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All of your beliefs about marijuana are about to go up in smoke.

Read this carefully, because it’s a bit confusing. A “joint” study between the University of Victoria and the University of British Columbia found that marijuana isn’t a gateway drug because 87 per cent of the patients who use it medically have, at some point, done so to substitute for a harder drug (like prescription painkillers or opiates, for example). For this reason, researchers found that pot can be actually be a gateway drug to addiction recovery, as many of those using it do so in order to avoid more potentially harmful drugs.

In other words, if people are using pot so that they don’t have to use stronger drugs, there can’t be any truth to the notion that marijuana use will lead to the use of harder drugs.

What now, buzzkillers?

“While cannabis is not benign, most research suggests that it’s safer and less addictive than many substances, particularly prescription opiates,” lead author Philippe Lucas said in a media release. “So research suggesting that cannabis substitution could reduce harms and lessen the public health and safety impact of alcohol and other drugs has significant policy implications.”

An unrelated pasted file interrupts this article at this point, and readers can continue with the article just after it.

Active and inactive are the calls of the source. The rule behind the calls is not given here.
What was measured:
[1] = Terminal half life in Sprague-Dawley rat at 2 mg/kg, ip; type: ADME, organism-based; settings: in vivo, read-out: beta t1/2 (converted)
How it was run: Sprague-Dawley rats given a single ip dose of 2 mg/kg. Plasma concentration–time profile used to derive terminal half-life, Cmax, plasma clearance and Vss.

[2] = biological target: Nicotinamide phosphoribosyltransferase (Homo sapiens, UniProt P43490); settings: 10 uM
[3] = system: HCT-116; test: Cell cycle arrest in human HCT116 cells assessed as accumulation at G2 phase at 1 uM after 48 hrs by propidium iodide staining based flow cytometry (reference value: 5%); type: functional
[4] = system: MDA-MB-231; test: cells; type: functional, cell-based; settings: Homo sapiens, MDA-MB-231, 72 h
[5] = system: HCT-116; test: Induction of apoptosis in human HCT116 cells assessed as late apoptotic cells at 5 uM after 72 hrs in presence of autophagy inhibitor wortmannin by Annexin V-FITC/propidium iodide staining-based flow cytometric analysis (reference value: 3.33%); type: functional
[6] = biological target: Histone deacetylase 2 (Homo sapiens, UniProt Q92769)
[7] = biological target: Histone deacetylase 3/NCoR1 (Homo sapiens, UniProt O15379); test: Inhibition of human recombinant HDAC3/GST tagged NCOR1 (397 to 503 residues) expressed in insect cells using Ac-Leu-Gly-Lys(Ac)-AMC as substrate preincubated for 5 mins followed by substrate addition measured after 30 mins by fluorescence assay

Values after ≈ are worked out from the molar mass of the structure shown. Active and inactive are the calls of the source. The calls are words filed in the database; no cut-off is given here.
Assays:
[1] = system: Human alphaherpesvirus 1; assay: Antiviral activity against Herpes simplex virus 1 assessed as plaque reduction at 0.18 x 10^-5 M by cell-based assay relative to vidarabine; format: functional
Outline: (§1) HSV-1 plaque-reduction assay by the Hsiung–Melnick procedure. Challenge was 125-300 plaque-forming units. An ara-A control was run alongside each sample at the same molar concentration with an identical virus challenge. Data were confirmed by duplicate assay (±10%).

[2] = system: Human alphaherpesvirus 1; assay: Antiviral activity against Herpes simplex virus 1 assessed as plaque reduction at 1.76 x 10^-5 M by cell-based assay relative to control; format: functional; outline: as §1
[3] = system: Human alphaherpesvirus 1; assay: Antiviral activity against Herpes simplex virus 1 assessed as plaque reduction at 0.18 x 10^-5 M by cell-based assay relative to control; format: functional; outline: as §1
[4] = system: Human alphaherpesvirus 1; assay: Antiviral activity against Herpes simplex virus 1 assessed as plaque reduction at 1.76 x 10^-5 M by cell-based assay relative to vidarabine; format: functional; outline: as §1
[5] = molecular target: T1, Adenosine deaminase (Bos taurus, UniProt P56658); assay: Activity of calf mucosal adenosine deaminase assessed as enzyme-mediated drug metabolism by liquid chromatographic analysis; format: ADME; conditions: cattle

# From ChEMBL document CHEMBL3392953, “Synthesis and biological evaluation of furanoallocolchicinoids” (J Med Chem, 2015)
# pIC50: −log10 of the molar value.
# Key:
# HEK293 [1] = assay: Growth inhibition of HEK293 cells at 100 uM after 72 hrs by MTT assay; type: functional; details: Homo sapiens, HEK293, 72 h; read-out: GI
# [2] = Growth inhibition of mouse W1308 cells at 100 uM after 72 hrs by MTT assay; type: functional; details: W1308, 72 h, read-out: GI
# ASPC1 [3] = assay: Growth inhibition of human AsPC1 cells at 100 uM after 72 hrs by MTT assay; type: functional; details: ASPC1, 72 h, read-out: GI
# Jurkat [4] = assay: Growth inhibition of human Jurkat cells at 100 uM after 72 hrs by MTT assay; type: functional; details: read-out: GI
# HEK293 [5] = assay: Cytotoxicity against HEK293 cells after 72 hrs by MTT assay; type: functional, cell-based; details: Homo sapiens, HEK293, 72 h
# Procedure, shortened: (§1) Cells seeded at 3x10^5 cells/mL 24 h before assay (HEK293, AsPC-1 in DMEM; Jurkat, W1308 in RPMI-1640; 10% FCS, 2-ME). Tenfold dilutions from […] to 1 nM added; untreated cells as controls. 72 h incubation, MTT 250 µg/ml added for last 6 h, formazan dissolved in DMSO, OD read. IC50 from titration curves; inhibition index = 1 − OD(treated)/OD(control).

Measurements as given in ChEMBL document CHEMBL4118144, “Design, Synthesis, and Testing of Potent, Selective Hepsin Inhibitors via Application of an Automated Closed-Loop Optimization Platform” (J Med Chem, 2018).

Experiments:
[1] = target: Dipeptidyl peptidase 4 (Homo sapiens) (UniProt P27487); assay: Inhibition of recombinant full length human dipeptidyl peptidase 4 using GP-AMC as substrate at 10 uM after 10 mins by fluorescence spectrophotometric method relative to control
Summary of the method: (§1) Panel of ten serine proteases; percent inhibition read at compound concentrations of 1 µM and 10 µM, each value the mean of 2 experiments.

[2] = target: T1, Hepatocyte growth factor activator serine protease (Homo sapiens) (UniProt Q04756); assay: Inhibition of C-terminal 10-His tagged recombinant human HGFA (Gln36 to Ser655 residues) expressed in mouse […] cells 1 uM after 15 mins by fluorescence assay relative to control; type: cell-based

The study is based on data collected from the Cannabis Access for Medical Purposes Survey, the largest Canadian survey of medical cannabis patients to date. Drug use was examined in 473 adults, and researchers found people younger than 40 were most likely to substitute things like alcohol, or prescription painkillers, with marijuana.

That said, other studies have found a link between marijuana and the use of harder drugs later in life. But most of the studies we’ve found have cautioned that the link between the two is loose, and researchers tend to stop short of actually declaring marijuana a gateway drug.

Which means all those threats made to us in high school may have been exaggerated just a tad.